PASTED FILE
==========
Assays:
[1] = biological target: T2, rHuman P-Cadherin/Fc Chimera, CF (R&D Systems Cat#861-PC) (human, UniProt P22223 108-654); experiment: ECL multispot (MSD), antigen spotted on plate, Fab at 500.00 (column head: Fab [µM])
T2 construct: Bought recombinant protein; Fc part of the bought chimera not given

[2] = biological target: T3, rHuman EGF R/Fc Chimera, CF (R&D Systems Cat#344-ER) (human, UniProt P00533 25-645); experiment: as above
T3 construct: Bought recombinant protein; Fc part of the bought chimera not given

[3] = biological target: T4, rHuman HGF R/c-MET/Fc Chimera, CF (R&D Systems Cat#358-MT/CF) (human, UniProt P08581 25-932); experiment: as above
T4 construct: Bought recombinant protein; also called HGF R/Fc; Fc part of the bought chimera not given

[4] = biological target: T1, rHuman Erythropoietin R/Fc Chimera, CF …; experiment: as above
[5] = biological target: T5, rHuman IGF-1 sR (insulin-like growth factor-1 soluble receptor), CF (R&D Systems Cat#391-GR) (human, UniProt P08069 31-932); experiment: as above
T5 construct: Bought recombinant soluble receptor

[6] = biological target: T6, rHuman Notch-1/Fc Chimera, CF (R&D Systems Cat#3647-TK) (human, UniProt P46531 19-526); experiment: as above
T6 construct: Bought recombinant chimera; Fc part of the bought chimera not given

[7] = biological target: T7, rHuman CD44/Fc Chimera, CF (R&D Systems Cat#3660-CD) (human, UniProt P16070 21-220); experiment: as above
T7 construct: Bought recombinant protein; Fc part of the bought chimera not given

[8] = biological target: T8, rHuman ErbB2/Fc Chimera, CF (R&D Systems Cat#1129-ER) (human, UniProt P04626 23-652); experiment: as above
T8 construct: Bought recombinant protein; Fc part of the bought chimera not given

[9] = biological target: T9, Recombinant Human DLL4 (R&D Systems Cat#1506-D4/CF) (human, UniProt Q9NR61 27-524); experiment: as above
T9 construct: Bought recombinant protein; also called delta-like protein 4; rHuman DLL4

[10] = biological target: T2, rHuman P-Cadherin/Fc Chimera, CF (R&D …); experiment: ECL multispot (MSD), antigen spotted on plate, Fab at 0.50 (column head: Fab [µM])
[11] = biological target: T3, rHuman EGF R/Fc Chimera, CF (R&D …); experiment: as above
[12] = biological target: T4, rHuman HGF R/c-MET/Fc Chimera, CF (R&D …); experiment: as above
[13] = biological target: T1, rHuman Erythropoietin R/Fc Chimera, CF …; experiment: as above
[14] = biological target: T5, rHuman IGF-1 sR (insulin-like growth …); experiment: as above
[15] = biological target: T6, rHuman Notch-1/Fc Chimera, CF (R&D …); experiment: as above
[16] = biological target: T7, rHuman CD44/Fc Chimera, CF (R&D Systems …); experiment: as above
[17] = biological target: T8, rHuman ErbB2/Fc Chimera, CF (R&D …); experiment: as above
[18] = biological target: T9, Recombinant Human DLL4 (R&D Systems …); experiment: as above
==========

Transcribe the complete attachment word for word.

Assays:
[1] = biological target: T2, rHuman P-Cadherin/Fc Chimera, CF (R&D Systems Cat#861-PC) (human, UniProt P22223 108-654); experiment: ECL multispot (MSD), antigen spotted on plate, Fab at 500.00 (column head: Fab [µM])
T2 construct: Bought recombinant protein; Fc part of the bought chimera not given

[2] = biological target: T3, rHuman EGF R/Fc Chimera, CF (R&D Systems Cat#344-ER) (human, UniProt P00533 25-645); experiment: as above
T3 construct: Bought recombinant protein; Fc part of the bought chimera not given

[3] = biological target: T4, rHuman HGF R/c-MET/Fc Chimera, CF (R&D Systems Cat#358-MT/CF) (human, UniProt P08581 25-932); experiment: as above
T4 construct: Bought recombinant protein; also called HGF R/Fc; Fc part of the bought chimera not given

[4] = biological target: T1, rHuman Erythropoietin R/Fc Chimera, CF …; experiment: as above
[5] = biological target: T5, rHuman IGF-1 sR (insulin-like growth factor-1 soluble receptor), CF (R&D Systems Cat#391-GR) (human, UniProt P08069 31-932); experiment: as above
T5 construct: Bought recombinant soluble receptor

[6] = biological target: T6, rHuman Notch-1/Fc Chimera, CF (R&D Systems Cat#3647-TK) (human, UniProt P46531 19-526); experiment: as above
T6 construct: Bought recombinant chimera; Fc part of the bought chimera not given

[7] = biological target: T7, rHuman CD44/Fc Chimera, CF (R&D Systems Cat#3660-CD) (human, UniProt P16070 21-220); experiment: as above
T7 construct: Bought recombinant protein; Fc part of the bought chimera not given

[8] = biological target: T8, rHuman ErbB2/Fc Chimera, CF (R&D Systems Cat#1129-ER) (human, UniProt P04626 23-652); experiment: as above
T8 construct: Bought recombinant protein; Fc part of the bought chimera not given

[9] = biological target: T9, Recombinant Human DLL4 (R&D Systems Cat#1506-D4/CF) (human, UniProt Q9NR61 27-524); experiment: as above
T9 construct: Bought recombinant protein; also called delta-like protein 4; rHuman DLL4

[10] = biological target: T2, rHuman P-Cadherin/Fc Chimera, CF (R&D …); experiment: ECL multispot (MSD), antigen spotted on plate, Fab at 0.50 (column head: Fab [µM])
[11] = biological target: T3, rHuman EGF R/Fc Chimera, CF (R&D …); experiment: as above
[12] = biological target: T4, rHuman HGF R/c-MET/Fc Chimera, CF (R&D …); experiment: as above
[13] = biological target: T1, rHuman Erythropoietin R/Fc Chimera, CF …; experiment: as above
[14] = biological target: T5, rHuman IGF-1 sR (insulin-like growth …); experiment: as above
[15] = biological target: T6, rHuman Notch-1/Fc Chimera, CF (R&D …); experiment: as above
[16] = biological target: T7, rHuman CD44/Fc Chimera, CF (R&D Systems …); experiment: as above
[17] = biological target: T8, rHuman ErbB2/Fc Chimera, CF (R&D …); experiment: as above
[18] = biological target: T9, Recombinant Human DLL4 (R&D Systems …); experiment: as above